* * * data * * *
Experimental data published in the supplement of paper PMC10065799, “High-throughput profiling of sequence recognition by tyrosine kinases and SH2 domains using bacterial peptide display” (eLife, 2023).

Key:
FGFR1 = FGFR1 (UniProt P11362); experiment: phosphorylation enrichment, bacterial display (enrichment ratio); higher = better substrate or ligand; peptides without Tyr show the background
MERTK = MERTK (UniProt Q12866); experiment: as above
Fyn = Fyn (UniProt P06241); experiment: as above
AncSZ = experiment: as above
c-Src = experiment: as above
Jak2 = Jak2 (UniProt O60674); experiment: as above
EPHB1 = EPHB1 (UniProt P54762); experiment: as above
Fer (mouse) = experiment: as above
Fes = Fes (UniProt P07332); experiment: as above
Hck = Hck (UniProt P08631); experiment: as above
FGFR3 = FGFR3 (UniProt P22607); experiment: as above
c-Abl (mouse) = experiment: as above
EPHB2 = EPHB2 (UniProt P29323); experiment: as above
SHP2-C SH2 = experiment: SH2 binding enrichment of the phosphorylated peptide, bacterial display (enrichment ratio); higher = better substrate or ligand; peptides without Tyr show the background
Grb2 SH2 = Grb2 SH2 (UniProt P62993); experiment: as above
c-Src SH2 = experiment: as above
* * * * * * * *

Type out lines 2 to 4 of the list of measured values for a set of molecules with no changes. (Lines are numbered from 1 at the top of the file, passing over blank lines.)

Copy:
Key:
FGFR1 = FGFR1 (UniProt P11362); experiment: phosphorylation enrichment, bacterial display (enrichment ratio); higher = better substrate or ligand; peptides without Tyr show the background
MERTK = MERTK (UniProt Q12866); experiment: as above